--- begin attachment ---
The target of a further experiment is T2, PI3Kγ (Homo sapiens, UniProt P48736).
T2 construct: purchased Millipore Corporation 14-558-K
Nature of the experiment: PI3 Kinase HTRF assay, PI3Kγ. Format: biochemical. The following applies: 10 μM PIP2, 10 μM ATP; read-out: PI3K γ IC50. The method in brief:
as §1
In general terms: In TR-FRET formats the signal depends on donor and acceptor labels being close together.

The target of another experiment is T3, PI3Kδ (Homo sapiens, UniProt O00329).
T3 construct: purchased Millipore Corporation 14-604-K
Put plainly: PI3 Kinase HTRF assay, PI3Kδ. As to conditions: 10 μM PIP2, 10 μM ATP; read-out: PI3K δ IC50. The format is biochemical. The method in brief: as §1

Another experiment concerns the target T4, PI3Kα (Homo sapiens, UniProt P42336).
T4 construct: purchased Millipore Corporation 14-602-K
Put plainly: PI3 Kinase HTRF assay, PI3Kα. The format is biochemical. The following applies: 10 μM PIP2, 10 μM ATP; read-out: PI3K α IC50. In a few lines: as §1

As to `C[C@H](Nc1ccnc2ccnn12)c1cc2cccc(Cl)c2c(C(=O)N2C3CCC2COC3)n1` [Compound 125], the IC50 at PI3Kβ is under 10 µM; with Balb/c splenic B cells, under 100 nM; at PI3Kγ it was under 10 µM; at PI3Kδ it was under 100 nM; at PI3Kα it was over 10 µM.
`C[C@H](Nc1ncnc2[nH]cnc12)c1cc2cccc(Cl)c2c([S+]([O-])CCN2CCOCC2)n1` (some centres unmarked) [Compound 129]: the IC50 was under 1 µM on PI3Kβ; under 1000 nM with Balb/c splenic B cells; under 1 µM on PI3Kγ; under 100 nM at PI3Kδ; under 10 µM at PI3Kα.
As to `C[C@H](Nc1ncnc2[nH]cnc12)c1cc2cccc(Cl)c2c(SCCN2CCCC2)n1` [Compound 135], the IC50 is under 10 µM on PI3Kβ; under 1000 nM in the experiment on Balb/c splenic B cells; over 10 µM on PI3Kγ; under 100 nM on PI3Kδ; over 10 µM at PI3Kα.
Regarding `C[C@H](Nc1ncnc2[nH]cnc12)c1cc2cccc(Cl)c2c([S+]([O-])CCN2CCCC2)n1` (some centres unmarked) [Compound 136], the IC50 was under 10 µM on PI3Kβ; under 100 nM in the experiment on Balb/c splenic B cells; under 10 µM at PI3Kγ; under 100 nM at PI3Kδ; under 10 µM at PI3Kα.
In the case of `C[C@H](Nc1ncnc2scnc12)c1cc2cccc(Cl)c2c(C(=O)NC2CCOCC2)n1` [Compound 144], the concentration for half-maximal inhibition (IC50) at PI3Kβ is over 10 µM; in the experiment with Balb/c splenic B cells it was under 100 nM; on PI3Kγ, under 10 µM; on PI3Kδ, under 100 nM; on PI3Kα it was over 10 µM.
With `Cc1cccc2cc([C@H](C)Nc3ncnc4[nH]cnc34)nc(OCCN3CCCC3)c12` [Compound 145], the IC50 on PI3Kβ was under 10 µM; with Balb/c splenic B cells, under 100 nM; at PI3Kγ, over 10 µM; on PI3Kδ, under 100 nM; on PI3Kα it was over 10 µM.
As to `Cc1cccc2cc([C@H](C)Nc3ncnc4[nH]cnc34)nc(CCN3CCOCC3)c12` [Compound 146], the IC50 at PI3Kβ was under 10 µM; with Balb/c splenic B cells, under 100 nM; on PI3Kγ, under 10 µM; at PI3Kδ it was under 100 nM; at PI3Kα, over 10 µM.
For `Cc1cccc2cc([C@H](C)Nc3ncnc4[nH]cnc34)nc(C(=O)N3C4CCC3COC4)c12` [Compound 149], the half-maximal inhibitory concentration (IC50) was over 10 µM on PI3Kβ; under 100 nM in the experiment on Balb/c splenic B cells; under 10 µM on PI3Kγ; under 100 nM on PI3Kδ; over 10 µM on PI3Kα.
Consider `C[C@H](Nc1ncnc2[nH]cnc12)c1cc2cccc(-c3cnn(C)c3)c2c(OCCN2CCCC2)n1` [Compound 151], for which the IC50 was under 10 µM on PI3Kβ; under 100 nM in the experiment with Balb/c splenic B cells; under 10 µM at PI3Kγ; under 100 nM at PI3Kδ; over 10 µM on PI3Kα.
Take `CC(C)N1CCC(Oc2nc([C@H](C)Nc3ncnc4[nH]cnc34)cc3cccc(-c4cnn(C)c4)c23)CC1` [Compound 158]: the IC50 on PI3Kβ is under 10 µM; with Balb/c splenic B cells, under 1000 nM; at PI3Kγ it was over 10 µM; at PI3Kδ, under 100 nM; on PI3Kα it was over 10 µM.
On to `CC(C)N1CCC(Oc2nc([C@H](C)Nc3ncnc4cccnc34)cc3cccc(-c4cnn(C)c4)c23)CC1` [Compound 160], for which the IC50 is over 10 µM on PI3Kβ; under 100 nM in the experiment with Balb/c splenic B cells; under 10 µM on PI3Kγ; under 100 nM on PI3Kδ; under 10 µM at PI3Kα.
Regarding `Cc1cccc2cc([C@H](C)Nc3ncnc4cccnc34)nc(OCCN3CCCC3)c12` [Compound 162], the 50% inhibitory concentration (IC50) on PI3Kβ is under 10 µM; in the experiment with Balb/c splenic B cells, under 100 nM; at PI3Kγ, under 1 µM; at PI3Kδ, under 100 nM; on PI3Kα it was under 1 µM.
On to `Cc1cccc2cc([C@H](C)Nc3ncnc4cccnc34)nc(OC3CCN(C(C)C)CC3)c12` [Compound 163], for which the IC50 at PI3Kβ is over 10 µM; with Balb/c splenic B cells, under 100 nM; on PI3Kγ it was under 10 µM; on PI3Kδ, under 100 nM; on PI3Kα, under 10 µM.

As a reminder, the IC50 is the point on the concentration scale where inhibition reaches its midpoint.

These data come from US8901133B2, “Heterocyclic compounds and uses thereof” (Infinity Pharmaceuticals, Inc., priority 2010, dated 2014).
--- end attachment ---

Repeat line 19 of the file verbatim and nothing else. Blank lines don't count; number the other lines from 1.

For `Cc1cccc2cc([C@H](C)Nc3ncnc4[nH]cnc34)nc(C(=O)N3C4CCC3COC4)c12` [Compound 149], the half-maximal inhibitory concentration (IC50) was over 10 µM on PI3Kβ; under 100 nM in the experiment on Balb/c splenic B cells; under 10 µM on PI3Kγ; under 100 nM on PI3Kδ; over 10 µM on PI3Kα.